Obama and Ayers: The Khalidi Question
The Swamp has a long profile on University of Chicago Professor William Ayers. I don't think that Obama's association with Ayers is a problem because of Ayers' Weatherground past. And I support President Clinton's pardon and clemency for the two members of the group because it was based upon valid considerations and because we need Presidents who give more, not fewer grants of clemency.
In addition, I have admired Ayers and his wife, Bernadine Dohrn, for taking in and raising Chesa Boudin from the age of 14 months, when his parents, Kathy Boudin and David Gilbert, were arrested for their misdeeds with the Weather Underground. Chesa went on to graduate from Yale and become a Rhodes Scholar and an advocate for children of the imprisoned. A few years ago he wrote a very moving article, I am the son of Inmate 83A6158, about a jail visit with his parents. Kathy Boudin finally was released on parole in 2003.
I also applaud the work that Ayers and his wife Bernadine Dohrn and Obama have done on behalf of juvenile offenders.
For the past few weeks, however, I have been concerned about a totally different issue with respect to Prof. Ayers: his political views concerning Palestine and Israel. The LA Times recently explored Obama's connection to those politics through his and Ayers' service on the board of the Woods Fund, during which time he and Ayers voted to award a grant of $70,000 to an organization created by Rashid Khalidi. The article raises questions about the depth and sincerity of Obama's expressed support for Israel. [More...]
Khalidi, like Ayers, held a fundraiser for Obama at his home. The Ayers event was in 1995 as Obama was making his first bid for the Illinois state senate. Khalidi held his event for Obama in 2000 when Obama made his failed bid for the U.S. House. From the LA Times article linked above:
In 2000, the Khalidis held a fundraiser for Obama's unsuccessful congressional bid. The next year, a social service group whose board was headed by Mona Khalidi received a $40,000 grant from a local charity, the Woods Fund of Chicago, when Obama served on the fund's board of directors.
At Khalidi's going-away party in 2003, the scholar lavished praise on Obama, telling the mostly Palestinian American crowd that the state senator deserved their help in winning a U.S. Senate seat. "You will not have a better senator under any circumstances," Khalidi said.
The following is taken from a column about a debate on Mideast policy that took place at Columbia University in 2005, at which Khalidi was a panelist [Mideast Parley Takes Ugly Turn At Columbia U., The New York Sun, February 4, 2005, available on Lexis.com.]
How did a great institution of higher learning allow itself to be transformed into a platform for vicious political propaganda and hate speech directed against one country, Israel? Surely one crucial moment in this transformation was Columbia's decision to raise $4 million - including a contribution from the United Arab Emirates - to create the Edward Said endowed chair in Arab studies, and then to give the prize to professor Khalidi.
We don't doubt that Mr. Khalidi has academic credentials. Compared to professors Massad and Pappe, he is a model of decorum and moderation. But when Columbia academic officials made this choice they knew they were getting a Palestinian political activist. From 1976 to 1982, Mr. Khalidi was a director in Beirut of the official Palestinian press agency, WAFA. Later he served on the PLO "guidance committee" at the Madrid peace conference.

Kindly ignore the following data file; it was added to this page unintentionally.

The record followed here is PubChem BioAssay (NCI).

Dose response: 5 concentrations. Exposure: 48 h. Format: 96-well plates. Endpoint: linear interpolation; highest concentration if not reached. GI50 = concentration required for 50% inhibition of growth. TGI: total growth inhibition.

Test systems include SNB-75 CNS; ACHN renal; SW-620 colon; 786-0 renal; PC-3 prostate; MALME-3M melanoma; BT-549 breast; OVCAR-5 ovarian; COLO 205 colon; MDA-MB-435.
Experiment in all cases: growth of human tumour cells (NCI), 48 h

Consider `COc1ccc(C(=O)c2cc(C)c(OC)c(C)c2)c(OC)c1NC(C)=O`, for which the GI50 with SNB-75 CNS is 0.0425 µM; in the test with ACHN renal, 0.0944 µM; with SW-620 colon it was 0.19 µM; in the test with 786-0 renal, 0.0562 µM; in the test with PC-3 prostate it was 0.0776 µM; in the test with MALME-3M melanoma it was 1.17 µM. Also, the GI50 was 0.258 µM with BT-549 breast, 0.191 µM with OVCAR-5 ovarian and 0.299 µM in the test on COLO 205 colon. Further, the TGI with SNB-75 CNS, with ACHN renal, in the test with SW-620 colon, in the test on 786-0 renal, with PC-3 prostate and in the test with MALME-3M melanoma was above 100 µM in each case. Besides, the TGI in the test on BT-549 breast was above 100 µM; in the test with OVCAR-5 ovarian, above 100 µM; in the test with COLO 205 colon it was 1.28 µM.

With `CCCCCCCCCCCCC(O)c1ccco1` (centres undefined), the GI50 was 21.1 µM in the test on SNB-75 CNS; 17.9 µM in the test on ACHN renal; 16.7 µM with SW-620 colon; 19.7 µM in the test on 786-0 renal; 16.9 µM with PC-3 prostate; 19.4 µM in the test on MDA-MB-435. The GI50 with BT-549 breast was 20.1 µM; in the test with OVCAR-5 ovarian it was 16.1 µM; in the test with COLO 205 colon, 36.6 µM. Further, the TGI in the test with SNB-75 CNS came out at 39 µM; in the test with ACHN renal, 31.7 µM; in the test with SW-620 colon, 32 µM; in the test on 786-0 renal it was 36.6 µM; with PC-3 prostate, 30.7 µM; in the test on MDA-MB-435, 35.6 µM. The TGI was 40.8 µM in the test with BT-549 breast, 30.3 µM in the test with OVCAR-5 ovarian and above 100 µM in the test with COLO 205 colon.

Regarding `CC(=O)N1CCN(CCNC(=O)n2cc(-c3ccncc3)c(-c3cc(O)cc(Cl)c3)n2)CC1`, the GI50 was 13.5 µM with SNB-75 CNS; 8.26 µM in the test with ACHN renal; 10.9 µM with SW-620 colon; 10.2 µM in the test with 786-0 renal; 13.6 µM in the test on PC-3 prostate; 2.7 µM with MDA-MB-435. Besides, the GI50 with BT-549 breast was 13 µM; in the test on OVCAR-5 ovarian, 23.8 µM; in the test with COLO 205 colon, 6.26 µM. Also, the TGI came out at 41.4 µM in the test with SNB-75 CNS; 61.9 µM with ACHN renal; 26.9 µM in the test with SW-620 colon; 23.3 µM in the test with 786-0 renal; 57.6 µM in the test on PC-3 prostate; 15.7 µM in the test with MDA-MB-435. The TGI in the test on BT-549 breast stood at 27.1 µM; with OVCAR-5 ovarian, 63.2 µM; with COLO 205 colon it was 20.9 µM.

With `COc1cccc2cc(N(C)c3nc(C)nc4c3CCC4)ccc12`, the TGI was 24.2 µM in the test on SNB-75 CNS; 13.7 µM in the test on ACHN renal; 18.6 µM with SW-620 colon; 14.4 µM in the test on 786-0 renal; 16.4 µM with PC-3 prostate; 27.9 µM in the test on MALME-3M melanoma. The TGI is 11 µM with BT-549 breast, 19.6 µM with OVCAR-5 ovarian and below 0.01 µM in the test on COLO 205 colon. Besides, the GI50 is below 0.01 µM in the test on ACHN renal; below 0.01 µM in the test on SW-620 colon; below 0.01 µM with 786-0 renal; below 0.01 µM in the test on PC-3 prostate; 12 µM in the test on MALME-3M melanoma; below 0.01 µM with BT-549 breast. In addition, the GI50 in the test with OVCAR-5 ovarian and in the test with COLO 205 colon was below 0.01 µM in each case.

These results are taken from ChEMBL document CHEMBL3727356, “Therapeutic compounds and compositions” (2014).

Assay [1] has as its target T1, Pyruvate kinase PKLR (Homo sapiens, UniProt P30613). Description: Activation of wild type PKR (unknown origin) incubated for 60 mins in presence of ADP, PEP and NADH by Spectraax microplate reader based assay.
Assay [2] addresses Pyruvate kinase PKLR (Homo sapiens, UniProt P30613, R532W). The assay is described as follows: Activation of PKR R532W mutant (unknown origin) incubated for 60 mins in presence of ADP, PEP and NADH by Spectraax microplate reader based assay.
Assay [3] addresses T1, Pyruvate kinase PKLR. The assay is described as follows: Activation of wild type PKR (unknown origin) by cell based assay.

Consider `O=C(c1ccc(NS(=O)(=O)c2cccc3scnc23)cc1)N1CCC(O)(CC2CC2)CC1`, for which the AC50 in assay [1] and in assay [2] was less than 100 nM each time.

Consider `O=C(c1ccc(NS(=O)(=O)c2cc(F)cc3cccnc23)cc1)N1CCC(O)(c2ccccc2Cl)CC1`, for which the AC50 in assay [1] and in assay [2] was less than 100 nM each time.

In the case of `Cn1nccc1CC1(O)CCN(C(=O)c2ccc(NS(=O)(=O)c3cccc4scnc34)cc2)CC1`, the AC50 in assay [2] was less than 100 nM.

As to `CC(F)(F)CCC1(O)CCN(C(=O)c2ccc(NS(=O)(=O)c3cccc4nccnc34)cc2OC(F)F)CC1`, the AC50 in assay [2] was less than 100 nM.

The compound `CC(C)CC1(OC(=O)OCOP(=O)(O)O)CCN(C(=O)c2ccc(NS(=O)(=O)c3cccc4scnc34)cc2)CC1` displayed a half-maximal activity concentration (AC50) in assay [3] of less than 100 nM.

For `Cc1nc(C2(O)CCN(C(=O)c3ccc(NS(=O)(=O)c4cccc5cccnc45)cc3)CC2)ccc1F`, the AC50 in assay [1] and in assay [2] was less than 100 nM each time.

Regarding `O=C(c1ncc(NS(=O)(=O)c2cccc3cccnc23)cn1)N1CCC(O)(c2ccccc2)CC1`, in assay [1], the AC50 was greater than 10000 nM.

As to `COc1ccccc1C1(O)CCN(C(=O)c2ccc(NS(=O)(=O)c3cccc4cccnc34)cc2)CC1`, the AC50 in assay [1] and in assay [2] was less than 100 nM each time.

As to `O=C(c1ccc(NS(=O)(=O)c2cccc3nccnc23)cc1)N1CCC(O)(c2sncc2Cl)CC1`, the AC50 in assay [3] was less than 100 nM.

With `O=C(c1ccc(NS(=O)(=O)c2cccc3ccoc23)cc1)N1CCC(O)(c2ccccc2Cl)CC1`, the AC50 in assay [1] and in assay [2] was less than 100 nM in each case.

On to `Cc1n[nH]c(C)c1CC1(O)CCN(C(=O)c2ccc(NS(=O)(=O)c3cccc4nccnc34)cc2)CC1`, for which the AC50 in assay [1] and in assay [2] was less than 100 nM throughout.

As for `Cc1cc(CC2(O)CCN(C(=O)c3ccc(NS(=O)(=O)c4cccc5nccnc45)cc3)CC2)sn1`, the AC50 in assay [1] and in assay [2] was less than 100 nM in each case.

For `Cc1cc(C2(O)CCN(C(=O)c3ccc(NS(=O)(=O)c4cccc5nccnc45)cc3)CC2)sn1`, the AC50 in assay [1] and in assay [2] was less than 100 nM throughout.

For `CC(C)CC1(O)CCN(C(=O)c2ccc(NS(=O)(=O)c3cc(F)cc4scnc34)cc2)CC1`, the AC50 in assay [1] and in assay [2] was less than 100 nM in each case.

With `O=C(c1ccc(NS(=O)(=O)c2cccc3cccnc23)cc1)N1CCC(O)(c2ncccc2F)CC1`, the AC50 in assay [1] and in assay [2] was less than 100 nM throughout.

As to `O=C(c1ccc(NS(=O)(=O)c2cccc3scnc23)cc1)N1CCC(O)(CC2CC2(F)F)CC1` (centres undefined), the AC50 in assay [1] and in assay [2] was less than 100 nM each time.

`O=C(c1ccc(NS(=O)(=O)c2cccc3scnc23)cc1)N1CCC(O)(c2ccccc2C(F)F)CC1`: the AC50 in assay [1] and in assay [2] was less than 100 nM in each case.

In bringing professor Khalidi to Morningside Heights from the University of Chicago, Columbia also got itself a twofer of Palestinian activism and advocacy. Mr. Khalidi's wife, Mona, who also served in Beirut as chief editor of the English section of the WAFA press agency, was hired as dean of foreign students at Columbia's SIPA, working under Dean Anderson.
In Chicago, the Khalidis founded the Arab American Action Network, and Mona Khalidi served as its president. A big farewell dinner was held in their honor by AAAN with a commemorative book filled with testimonials from their friends and political allies. These included the left wing anti-war group Not In My Name, the Electronic Intifada, and the ex-Weatherman domestic terrorists Bernadine Dohrn and Bill Ayers. (There were also testimonials from then-state Senator Barack Obama and the mayor of Chicago.)
The message sent by Columbia University officials by this choice was that they were determined to honor the memory of Edward Said by continuing to have radical Palestinian activism on campus.
I don't know whether this column is right-wing propaganda or has some kernels of truth. But Obama has placed Khalidi in issue by his outreach to Jewish voters in the presidential campaign and his statements at a campaign event such as "Nobody has spoken out more fiercely on the issue of anti- Semitism than I have."
It would be one thing if he acknowledged, if true, that he wasn't always such a strong supporter of Israel -- particularly while he was a state legislator in Illinois -- and explain his evolving positions. Or, if he thinks he has been consistent in his support for Israel, explain this. I'd like to hear him distance himself from the expressed beliefs of Rashid Khalidi, just as he has distanced himself from objectionable remarks of Louis Farrakhan and Rev. Wright.
Larry and Susan at No Quarter have been all over Khalidi and Obama and Ayers. I have far fewer problems with Ayers than Larry and his co-bloggers, and certainly none based on his work on behalf of juvenile offenders.
But I would like an explanation from Obama on his expressed support for Israel and his past support for Khalidi, which was shared by Ayers. In view of Obama's extensive reachout to Jewish voters, I think that's a reasonable request.
Again, my prior post on this is here.
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